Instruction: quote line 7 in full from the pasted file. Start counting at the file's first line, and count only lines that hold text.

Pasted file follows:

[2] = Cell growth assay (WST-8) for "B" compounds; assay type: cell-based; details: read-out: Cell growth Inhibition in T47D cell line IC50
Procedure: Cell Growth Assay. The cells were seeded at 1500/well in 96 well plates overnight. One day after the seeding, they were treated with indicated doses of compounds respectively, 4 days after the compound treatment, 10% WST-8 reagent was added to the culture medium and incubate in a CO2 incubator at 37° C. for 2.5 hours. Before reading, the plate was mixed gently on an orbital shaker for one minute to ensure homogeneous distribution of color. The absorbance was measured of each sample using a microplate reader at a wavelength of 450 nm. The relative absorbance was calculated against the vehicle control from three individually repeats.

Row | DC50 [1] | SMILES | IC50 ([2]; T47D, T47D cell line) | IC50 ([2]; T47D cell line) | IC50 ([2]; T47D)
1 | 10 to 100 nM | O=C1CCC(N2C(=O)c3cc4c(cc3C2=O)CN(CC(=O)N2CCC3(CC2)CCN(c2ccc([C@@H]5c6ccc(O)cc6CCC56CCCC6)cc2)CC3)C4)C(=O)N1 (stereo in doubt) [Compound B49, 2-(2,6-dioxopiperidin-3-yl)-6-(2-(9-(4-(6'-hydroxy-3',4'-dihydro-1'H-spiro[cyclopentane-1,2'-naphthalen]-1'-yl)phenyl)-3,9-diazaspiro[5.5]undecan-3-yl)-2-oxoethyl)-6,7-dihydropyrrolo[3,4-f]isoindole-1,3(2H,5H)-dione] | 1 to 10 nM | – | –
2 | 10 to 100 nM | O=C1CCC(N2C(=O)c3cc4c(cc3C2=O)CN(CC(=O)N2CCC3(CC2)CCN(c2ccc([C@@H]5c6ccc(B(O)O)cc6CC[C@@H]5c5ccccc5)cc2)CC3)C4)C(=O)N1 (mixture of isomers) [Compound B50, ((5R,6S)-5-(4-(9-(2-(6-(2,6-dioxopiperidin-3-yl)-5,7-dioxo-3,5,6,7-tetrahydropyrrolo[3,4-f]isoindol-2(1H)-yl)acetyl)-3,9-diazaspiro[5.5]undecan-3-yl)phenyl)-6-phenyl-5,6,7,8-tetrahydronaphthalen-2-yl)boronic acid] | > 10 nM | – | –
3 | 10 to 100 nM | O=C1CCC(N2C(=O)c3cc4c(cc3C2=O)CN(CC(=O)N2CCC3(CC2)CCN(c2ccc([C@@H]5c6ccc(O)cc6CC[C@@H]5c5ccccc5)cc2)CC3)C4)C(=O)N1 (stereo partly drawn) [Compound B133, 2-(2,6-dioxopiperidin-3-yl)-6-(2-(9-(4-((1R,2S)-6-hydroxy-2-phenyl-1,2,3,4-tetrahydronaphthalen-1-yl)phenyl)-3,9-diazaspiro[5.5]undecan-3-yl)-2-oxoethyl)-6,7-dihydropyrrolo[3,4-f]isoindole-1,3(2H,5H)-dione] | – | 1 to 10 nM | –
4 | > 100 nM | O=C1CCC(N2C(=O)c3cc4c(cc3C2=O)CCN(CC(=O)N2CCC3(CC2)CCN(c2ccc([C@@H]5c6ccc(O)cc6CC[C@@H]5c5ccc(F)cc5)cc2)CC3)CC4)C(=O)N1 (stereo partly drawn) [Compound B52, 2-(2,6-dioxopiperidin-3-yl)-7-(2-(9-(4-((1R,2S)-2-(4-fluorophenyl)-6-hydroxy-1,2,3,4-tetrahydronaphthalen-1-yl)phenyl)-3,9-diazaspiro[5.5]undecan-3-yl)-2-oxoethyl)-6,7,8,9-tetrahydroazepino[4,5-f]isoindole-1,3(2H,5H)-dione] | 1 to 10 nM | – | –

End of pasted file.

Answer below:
4 | > 100 nM | O=C1CCC(N2C(=O)c3cc4c(cc3C2=O)CCN(CC(=O)N2CCC3(CC2)CCN(c2ccc([C@@H]5c6ccc(O)cc6CC[C@@H]5c5ccc(F)cc5)cc2)CC3)CC4)C(=O)N1 (stereo partly drawn) [Compound B52, 2-(2,6-dioxopiperidin-3-yl)-7-(2-(9-(4-((1R,2S)-2-(4-fluorophenyl)-6-hydroxy-1,2,3,4-tetrahydronaphthalen-1-yl)phenyl)-3,9-diazaspiro[5.5]undecan-3-yl)-2-oxoethyl)-6,7,8,9-tetrahydroazepino[4,5-f]isoindole-1,3(2H,5H)-dione] | 1 to 10 nM | – | –